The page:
This study endeavours to investigate the phytochemical composition, biological properties and in vivo toxicity of methanol and dichloromethane extracts of Zaleya pentandra (L.) Jeffrey. Total bioactive contents, antioxidant (phosphomolybdenum and metal chelating, DPPH, ABTS, FRAP and CUPRAC) and enzyme inhibition (cholinesterases, tyrosinase α-amylase, and α-glucosidase) potential were assessed utilizing in vitro bioassays. UHPLC-MS phytochemical profiling was carried out to identify the essential compounds. The methanol extract was found to contain highest phenolic (22.60 mg GAE/g) and flavonoid (31.49 mg QE/g) contents which correlate with its most significant radical scavenging, reducing potential and tyrosinase inhibition. The dichloromethane extract was most potent for phosphomolybdenum, ferrous chelation, α-amylase, α-glucosidase, and cholinesterase inhibition assays. UHPLC-MS analysis of methanol extract unveiled to identify 11 secondary metabolites belonging to five sub-groups, i.e., phenolic, alkaloid, carbohydrate, terpenoid, and fatty acid derivatives. Additionally, in vivo toxicity was conducted for 21 days and the methanol extract at different doses (150, 200, 250 and 300 mg/kg) was administered in experimental chicks divided into five groups each containing five individuals. Different physical, haematological and biochemical parameters along with the absolute and relative weight of visceral body organs were studied. Overall, no toxic effect was noted for the extract at tested doses.
    Matched MeSH terms: Plant Extracts/administration & dosage
  14. Muhammad H, Maslan SF, Md Saad WM, Thani NSIA, Ibnu Rasid EN, Mahomoodally MF, et al.
    Food Chem. Toxicol., 2019 Sep;131:110538.
    PMID: 31152790 DOI: 10.1016/j.fct.2019.05.046
    Dioscorea hispida var. daemona (Roxb) Prain & Burkill (DH), also known a tropical yam or intoxicating yam is a bitter wild tuber which is consumed as a staple food and traditionally used as a remedy in Malaysia. However, DH is also notorious for its intoxicating effects and there is currently a dearth of study of possible effects of DH on liver and placental tissues and hence its safe consumption warrants in-depth investigation. This study was therefore designed to investigate into the effect of DH on liver and placenta of pregnant rat via histopathological examination. Thirty pregnant Sprague-Dawley rats were randomly divided into five groups consisting of a control (distilled water) and four DH aqueous extract groups (250, 500, 1000 and 2000 mg/kg body weight). The extracts were administered via oral gavage daily throughout the study and animals were sacrificed on day 21. Paraffin-embedded, hematoxylin and eosin stained sections of placenta and liver were examined. Significant changes (p 
    Matched MeSH terms: Plant Extracts/administration & dosage
  15. Ooi DJ, Chan KW, Sarega N, Alitheen NB, Ithnin H, Ismail M
    Molecules, 2016 Jun 17;21(6).
    PMID: 27322226 DOI: 10.3390/molecules21060682
    Increasing evidence from both experimental and clinical studies depicts the involvement of oxidative stress in the pathogenesis of various diseases. Specifically, disruption of homeostatic redox balance in accumulated body fat mass leads to obesity-associated metabolic syndrome. Strategies for the restoration of redox balance, potentially by exploring potent plant bioactives, have thus become the focus of therapeutic intervention. The present study aimed to bioprospect the potential use of the curculigoside-cinnamic acid-rich fraction from Molineria latifolia rhizome as an antioxidant therapeutic agent. The ethyl acetate fraction (EAF) isolated from M. latifolia rhizome methanolic extract (RME) contained the highest amount of phenolic compounds, particularly curculigoside and cinnamic acid. EAF demonstrated glycation inhibitory activities in both glucose- and fructose-mediated glycation models. In addition, in vitro chemical-based and cellular-based antioxidant assays showed that EAF exhibited high antioxidant activities and a protective effect against oxidative damage in 3T3-L1 preadipocytes. Although the efficacies of individual phenolics differed depending on the structure and concentration, a correlational study revealed strong correlations between total phenolic contents and antioxidant capacities. The results concluded that enriched phenolic contents in EAF (curculigoside-cinnamic acid-rich fraction) contributed to the overall better reactivity. Our data suggest that this bioactive-rich fraction warrants therapeutic potential against oxidative stress-related disorders.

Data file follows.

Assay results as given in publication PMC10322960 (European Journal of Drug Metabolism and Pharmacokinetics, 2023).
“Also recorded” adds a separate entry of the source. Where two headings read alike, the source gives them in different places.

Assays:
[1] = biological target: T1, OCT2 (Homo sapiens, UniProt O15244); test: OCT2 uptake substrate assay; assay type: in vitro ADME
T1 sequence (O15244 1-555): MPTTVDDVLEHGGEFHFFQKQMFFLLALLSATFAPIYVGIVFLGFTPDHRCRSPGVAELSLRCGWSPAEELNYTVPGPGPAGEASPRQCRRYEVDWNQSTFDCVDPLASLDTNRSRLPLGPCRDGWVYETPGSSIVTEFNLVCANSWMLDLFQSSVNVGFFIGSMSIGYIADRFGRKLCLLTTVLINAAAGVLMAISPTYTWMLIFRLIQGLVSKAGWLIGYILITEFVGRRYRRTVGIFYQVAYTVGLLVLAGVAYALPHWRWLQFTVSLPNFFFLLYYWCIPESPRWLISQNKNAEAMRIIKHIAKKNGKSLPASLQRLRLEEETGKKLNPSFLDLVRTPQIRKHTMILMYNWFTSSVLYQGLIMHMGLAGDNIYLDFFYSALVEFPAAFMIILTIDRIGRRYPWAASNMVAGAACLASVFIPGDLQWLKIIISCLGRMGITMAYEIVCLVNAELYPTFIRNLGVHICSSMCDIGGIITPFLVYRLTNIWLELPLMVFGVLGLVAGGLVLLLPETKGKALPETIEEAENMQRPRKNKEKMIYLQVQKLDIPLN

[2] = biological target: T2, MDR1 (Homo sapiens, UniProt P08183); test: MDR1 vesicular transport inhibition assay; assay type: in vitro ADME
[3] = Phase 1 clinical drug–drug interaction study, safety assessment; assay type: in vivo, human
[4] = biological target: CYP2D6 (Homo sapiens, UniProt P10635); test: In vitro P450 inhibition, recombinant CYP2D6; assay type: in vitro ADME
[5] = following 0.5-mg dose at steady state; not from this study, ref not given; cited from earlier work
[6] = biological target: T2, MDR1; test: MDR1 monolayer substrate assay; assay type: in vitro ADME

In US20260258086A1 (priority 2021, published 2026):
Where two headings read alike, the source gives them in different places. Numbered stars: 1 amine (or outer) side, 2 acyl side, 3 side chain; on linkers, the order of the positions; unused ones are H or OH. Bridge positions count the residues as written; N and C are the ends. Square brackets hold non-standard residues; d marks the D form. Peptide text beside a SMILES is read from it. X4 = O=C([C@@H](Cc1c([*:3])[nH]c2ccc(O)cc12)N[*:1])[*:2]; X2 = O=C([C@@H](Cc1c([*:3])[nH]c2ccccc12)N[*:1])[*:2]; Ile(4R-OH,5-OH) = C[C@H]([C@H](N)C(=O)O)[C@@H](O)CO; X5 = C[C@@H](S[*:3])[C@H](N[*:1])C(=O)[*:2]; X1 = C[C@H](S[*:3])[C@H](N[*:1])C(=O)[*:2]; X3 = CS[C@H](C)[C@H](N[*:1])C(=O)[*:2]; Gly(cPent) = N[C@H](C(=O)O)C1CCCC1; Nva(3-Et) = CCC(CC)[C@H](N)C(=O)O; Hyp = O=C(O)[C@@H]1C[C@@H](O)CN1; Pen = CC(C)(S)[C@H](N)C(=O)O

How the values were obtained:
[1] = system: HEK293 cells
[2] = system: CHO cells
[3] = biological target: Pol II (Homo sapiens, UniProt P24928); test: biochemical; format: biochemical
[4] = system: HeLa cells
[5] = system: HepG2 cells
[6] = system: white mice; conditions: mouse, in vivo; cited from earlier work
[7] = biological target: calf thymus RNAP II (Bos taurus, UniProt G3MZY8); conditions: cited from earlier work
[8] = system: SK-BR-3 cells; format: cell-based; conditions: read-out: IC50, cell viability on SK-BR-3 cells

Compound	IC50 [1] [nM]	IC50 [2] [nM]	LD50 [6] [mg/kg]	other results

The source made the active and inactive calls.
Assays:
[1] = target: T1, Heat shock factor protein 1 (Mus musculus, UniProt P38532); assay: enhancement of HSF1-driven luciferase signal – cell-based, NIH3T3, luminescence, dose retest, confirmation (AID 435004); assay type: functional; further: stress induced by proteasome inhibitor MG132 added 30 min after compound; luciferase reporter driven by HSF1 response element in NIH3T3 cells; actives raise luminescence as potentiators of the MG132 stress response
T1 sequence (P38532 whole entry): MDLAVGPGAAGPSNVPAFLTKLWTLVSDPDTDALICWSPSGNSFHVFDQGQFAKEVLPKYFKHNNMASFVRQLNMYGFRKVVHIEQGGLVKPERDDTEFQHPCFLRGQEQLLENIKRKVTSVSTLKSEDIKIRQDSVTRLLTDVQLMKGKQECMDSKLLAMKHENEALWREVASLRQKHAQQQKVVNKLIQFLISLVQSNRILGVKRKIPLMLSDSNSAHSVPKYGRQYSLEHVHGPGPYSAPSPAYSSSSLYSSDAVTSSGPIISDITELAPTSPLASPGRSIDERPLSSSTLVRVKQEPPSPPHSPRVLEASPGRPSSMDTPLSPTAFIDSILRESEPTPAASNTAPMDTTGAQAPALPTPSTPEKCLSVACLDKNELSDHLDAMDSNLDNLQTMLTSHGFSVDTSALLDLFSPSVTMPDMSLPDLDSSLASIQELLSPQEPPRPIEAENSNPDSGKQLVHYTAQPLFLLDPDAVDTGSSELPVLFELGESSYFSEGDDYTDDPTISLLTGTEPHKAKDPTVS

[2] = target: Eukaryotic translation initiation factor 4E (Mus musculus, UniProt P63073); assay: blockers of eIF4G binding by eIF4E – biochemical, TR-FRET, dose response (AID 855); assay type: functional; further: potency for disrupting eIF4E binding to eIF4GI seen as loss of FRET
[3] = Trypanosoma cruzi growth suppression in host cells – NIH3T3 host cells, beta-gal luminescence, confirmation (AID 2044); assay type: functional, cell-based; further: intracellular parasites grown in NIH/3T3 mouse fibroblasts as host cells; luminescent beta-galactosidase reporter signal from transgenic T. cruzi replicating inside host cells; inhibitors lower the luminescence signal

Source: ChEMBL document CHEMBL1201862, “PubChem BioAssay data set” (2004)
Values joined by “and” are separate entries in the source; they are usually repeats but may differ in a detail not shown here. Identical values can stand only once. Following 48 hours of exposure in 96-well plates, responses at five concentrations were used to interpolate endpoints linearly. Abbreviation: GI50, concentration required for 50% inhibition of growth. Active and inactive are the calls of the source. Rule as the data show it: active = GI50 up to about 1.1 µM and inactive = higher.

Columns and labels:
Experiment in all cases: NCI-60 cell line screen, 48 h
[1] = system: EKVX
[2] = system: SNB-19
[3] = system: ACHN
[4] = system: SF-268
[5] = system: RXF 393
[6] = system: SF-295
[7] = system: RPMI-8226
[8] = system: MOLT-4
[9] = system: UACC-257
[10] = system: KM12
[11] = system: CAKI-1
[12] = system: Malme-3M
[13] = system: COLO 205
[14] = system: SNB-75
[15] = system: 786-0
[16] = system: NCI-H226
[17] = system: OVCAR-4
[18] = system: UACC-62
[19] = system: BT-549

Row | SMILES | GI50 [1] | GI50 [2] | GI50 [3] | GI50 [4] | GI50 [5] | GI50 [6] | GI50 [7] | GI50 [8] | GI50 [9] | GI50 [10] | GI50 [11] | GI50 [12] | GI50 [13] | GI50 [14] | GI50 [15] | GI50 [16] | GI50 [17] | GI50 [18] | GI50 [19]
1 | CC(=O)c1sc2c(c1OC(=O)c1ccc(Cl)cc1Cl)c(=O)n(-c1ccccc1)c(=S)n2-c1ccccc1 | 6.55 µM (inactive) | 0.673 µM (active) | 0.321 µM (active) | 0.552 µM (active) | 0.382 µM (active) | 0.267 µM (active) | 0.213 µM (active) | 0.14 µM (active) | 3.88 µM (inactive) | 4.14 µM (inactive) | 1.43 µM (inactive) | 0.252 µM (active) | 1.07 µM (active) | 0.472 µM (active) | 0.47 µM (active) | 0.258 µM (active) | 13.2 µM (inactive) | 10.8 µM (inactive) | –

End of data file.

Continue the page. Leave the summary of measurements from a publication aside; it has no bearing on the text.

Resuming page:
Matched MeSH terms: Plant Extracts/administration & dosage
  16. Santhanam RK, Ahmad S, Abas F, Safinar Ismail I, Rukayadi Y, Tayyab Akhtar M, et al.
    Molecules, 2016 May 24;21(6).
    PMID: 27231889 DOI: 10.3390/molecules21060652
    Zanthoxylum rhetsa is an aromatic tree, known vernacularly as "Indian Prickly Ash". It has been predominantly used by Indian tribes for the treatment of many infirmities like diabetes, inflammation, rheumatism, toothache and diarrhea. In this study, we identified major volatile constituents present in different solvent fractions of Z. rhetsa bark using GC-MS analysis and isolated two tetrahydrofuran lignans (yangambin and kobusin), a berberine alkaloid (columbamine) and a triterpenoid (lupeol) from the bioactive chloroform fraction. The solvent fractions and purified compounds were tested for their cytotoxic potential against human dermal fibroblasts (HDF) and mouse melanoma (B16-F10) cells, using the MTT assay. All the solvent fractions and purified compounds were found to be non-cytotoxic to HDF cells. However, the chloroform fraction and kobusin exhibited cytotoxic effect against B16-F10 melanoma cells. The presence of bioactive lignans and alkaloids were suggested to be responsible for the cytotoxic property of Z. rhetsa bark against B16-F10 cells.